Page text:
Hosting a Server
The StuphOS application library is connected to its embedding context at a low-level, meaning that you can provide fast logical implementations compatible with its governing of universal data and process integrity.
One can assume that the embedding context is inherently and relatively faster, because overhead is not associated with plain computation as much as the rest of the library's feature value: the Very High Level Layer (VHLL).
The platform ultimately gets its basic operational code (compute) from an online code editor and deployment interface. Permission-based trust and authentication secures the read, write and execution activities of its database.
You participate in building the site which controls the appearance of OS-level functions, like a REST API or XMLRPC session. Using components such as these, you might connect them to a database, or the current system messaging and peer to peer configuration.
Virtual Compute Architecture
The Elemental VM and StuphOS runtime architecture allows passing of executive control to native Python functions and callables whose return value is expected to be an object that conforms with security and containerization in mind, since it is pushed onto the task stack and is accessible to virtual programs. When combined with a bound initiating context or scope variables, we control universal object access and use Python to implement memory allocation by quota and generalized executive access control.
- First, we extend and alter the Python object model:
- With getattr functionality, but the language restricts access to “private” attributes starting with an underscore.
- Then, we implement a virtual machine to define and provide operations for accessing/manipulating objects. This VM is restricted like a (Lambda) MOO.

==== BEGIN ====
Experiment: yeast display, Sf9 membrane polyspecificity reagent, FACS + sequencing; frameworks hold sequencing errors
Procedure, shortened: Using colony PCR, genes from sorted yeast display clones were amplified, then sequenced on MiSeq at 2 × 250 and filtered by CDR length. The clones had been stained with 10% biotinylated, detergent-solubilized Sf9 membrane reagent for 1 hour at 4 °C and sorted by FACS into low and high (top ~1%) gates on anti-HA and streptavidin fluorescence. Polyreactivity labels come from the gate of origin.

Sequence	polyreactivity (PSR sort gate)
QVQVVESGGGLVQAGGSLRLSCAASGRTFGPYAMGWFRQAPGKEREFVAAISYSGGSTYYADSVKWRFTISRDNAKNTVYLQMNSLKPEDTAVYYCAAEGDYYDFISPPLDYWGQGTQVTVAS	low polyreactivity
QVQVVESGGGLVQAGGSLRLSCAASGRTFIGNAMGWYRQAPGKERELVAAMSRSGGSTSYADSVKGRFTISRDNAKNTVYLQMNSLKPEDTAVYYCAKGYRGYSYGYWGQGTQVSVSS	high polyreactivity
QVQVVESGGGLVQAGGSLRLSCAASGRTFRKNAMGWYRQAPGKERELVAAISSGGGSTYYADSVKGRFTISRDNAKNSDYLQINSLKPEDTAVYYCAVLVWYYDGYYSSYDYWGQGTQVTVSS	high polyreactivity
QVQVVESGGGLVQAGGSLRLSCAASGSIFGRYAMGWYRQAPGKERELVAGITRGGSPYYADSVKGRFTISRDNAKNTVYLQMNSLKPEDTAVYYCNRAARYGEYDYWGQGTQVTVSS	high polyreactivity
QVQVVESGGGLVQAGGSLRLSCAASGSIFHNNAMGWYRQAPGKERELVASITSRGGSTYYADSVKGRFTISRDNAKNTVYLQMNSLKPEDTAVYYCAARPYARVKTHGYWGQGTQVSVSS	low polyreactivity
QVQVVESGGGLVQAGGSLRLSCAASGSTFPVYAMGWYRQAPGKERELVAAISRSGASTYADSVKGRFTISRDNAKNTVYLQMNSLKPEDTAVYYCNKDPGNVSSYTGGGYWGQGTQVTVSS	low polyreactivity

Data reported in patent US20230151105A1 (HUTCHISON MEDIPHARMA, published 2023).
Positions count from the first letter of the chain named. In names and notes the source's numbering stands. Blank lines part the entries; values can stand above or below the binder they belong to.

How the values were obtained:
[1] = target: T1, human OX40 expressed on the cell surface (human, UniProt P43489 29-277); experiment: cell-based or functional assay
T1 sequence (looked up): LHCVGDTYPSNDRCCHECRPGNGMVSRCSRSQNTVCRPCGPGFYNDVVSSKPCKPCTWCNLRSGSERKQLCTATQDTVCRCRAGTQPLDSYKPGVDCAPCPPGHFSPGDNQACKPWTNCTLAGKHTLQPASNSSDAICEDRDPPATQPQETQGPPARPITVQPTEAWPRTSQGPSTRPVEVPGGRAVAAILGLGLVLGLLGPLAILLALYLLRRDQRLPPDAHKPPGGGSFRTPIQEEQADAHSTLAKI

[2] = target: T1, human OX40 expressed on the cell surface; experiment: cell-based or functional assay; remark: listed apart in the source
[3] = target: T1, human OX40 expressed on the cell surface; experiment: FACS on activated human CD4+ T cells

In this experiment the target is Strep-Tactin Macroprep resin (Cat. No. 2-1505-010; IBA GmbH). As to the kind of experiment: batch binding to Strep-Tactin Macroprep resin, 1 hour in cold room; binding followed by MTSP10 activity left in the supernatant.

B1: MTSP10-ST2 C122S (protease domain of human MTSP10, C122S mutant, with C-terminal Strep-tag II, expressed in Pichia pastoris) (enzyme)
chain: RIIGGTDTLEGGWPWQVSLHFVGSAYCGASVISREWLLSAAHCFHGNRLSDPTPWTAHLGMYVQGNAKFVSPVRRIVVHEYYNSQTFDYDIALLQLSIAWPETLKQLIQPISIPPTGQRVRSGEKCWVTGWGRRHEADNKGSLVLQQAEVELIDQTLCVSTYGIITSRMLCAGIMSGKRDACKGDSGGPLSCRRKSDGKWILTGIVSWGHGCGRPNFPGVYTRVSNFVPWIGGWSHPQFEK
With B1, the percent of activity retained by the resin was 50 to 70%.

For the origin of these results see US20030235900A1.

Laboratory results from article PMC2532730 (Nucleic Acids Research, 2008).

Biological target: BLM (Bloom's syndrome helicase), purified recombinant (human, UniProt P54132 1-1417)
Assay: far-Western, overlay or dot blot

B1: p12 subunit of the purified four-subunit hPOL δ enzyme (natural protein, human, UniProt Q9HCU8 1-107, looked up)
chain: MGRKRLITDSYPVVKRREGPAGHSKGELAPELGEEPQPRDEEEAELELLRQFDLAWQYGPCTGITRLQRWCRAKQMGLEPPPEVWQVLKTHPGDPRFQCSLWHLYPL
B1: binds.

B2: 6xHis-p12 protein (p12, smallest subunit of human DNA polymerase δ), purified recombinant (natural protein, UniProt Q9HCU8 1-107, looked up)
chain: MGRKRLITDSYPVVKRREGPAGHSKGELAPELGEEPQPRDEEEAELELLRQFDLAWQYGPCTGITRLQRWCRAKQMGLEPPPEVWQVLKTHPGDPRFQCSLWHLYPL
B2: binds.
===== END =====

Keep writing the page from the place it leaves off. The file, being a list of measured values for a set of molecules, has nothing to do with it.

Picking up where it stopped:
- We provide a modularly-defined database object model for data and code representation.
- Networking & Multi-user management is introduced.
- Memory usage is restricted to a user’s quota-based allocation. CPU usage is tracked.
- Each layer is connected via a stabilized API.
The objects and relational data contained in-memory depend on the embedding context. In multiplayer games, objects are connected in a way that describes the world. Usually the graph is entered at the user authenticated event point and can thus access the associated character, location, inventory and peer references; the underlying game objects (entities) are accessed with a security context. In the case of the stuphmud.adapters module, when a link is requested between entities, the context is an accompanying 'perspective' pointing back to the adapter encapsulating the link and is used to differentiate access to properties or verbs.
In-memory objects controlled by the language are essentially Python objects, so they can be used in mathematical and instructional operations like add or subtract. Also, as defined by Elemental, they may have methods that are either implemented as native Python functions or Procedures that are executed by the Elemental VM scheduler. And, attributes are exposed, however, attributes whose names start with an underscore (_) are considered private and are generally inaccessible to the Elemental VM.
Edit and load code modules over the web with an online IDE. Anything you can enter into the console can be automated with a script.
The requirement of a programming language originates from the interactive command-line experience of the MOO. Multiple commands batched together and structured programming syntax implements microservices in terms of individual instructions run within the server vm.
The motivation behind new code and not say, hacking PyPy, is in not trying to emulate a precise version of Python. Moreover, the language design is guided by emulation of the MOO VM.
Agent System Library